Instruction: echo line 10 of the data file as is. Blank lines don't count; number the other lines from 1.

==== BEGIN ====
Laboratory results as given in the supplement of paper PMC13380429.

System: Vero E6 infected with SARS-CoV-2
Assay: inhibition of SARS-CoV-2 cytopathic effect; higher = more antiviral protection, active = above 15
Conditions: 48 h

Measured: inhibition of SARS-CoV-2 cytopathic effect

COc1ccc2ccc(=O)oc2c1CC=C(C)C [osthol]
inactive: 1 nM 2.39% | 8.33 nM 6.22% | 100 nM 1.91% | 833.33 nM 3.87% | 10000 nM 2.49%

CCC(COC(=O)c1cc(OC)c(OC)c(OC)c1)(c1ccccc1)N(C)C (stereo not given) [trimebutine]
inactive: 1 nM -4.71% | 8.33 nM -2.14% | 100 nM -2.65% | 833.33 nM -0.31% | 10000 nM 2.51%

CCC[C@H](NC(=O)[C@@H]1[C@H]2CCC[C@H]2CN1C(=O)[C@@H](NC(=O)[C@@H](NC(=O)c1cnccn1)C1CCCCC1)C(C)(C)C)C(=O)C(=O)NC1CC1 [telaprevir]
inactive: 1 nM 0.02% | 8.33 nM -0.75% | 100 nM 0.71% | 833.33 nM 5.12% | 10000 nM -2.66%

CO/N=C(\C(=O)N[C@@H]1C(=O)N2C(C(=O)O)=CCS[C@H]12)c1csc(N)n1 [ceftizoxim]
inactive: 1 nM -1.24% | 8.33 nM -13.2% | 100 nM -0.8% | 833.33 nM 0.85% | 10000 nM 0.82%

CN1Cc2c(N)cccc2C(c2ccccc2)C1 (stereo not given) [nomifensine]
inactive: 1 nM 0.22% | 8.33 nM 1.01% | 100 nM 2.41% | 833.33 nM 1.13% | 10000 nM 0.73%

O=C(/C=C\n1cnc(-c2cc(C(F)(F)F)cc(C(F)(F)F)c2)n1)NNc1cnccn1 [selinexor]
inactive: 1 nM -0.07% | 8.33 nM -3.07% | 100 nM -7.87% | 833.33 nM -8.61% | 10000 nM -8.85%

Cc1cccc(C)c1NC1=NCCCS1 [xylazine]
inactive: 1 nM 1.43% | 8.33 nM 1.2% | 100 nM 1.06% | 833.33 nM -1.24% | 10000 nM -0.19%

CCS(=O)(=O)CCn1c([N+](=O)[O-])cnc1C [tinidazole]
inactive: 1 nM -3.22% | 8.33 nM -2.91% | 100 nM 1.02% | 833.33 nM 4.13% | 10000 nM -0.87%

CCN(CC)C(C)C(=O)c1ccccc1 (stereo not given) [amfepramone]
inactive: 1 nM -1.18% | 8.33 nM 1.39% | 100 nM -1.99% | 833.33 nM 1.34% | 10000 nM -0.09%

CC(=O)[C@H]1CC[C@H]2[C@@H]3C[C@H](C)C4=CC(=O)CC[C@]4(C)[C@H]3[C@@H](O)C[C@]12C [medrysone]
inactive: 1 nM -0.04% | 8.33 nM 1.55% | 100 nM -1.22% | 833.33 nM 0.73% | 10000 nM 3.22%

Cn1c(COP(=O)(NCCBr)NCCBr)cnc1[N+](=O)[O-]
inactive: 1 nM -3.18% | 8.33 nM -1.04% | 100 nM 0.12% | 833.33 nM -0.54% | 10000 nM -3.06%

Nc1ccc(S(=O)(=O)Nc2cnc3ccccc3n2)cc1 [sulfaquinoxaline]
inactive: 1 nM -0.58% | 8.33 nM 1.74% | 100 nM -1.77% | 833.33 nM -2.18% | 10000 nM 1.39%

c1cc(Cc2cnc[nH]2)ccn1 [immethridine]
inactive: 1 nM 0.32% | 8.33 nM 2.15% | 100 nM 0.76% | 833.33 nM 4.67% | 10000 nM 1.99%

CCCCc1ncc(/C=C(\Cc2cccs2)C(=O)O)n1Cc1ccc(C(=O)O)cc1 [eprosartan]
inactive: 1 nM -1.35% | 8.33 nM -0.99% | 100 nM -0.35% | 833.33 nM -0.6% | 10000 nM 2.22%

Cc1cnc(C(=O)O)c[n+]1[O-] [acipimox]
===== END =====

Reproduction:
CCC[C@H](NC(=O)[C@@H]1[C@H]2CCC[C@H]2CN1C(=O)[C@@H](NC(=O)[C@@H](NC(=O)c1cnccn1)C1CCCCC1)C(C)(C)C)C(=O)C(=O)NC1CC1 [telaprevir]